Color me surprised by the new Woody Allen film. The trailer for it looked borderline abysmal, so I went into it with low expectations but simply because of the presence of Anthony Hopkins and Naomi Watts. His latest falls into the category of one of his serio-comic tapestries of characters, and these seem to succeed or fail depending on where Allen’s level of inspiration was at the time of filming. It’s not dark and plot-centric the way Match Point was; and it doesn’t hinge around a specific comic situation like Vicky Christina Barcelona.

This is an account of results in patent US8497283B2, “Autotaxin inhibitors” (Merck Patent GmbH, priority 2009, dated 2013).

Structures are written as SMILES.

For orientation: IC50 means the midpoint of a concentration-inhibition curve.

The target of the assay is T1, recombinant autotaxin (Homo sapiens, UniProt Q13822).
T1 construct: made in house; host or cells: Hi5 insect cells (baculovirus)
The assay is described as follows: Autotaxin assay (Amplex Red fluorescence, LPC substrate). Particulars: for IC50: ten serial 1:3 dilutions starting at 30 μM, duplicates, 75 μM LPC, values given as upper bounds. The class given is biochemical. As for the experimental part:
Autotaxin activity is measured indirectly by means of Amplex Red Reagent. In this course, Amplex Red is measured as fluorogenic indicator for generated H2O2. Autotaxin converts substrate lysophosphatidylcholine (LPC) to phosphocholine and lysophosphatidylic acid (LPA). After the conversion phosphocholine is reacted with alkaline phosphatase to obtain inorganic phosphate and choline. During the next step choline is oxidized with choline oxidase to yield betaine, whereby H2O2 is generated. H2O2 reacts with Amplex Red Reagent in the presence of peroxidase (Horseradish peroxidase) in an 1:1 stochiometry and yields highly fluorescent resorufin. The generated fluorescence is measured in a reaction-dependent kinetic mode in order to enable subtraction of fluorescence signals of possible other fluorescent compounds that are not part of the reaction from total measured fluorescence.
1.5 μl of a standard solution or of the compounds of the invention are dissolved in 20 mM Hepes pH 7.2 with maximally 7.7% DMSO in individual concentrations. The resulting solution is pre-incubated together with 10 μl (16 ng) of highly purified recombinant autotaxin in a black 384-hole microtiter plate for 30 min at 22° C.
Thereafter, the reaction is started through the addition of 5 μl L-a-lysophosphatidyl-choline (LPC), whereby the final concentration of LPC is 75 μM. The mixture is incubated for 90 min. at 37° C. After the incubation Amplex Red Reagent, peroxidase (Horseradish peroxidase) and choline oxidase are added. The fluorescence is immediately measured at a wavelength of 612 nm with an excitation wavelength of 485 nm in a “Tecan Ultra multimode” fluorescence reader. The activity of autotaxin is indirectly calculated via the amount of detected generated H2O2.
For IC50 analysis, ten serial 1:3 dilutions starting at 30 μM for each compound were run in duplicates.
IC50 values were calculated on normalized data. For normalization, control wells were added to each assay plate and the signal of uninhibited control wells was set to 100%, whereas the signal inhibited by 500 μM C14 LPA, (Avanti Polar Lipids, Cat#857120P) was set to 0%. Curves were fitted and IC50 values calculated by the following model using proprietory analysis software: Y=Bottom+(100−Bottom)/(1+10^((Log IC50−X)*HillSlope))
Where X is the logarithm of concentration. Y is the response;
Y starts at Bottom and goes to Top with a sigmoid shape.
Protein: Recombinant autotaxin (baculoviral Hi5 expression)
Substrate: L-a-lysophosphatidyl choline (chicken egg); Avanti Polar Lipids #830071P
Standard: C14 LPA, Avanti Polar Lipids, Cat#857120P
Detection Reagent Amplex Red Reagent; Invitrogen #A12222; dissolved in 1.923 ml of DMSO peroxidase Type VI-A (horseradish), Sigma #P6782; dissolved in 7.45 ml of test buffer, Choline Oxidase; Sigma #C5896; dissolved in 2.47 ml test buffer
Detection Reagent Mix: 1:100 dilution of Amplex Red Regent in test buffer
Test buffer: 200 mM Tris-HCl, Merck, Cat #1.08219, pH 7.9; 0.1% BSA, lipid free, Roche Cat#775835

At the center of Tall Dark Stranger is a couple played by Naomi Watts and Josh Brolin. Brolin’s character Roy is an aspiring novelist who is in the middle of a severe writer’s block after writing only one successful novel. He’s taken a variety of jobs to pay the bills, but his inability to do anything else well, in addition to constant pressures from his wife and her increasing desire to have a baby before it’s too late for the couple, only increases his performance anxiety. Emasculated Roy tries to stoke the fires of his libido by spying on neighbor Frieda Pinto Rear Window style, and he eventually works up the nerve to talk to her and try to court her. His efforts are sometimes fumbling, often totally inappropriate, and occasionally creepy in their determinedness. There’s also a subplot for Roy featuring some poker buddies, one of whom played by Ewen Bremner, is a brilliant but insecure Scottish writer working on a first novel. He gets into an accident with a friend and the information is miscommunicated to Roy, so that he mistakenly believes it’s Henry Strangler who has died and the friend who’s in a coma. What’s a blocked writer to do when he’s holding the only draft copy of a brilliant novel and he presumes his friend dead? Suffice it to say that this conceit could have easily been the plot of a much darker film on the level of Match Point if Allen had decided to go that way with it. For his part, Brolin plays the entire range of his character very well, and it’s a joy to see him doing something so different from a lot of his recent roles, moping about the apartment as a paunchy, beleaguered artist and brow-beaten husband in socks and rumpled hair.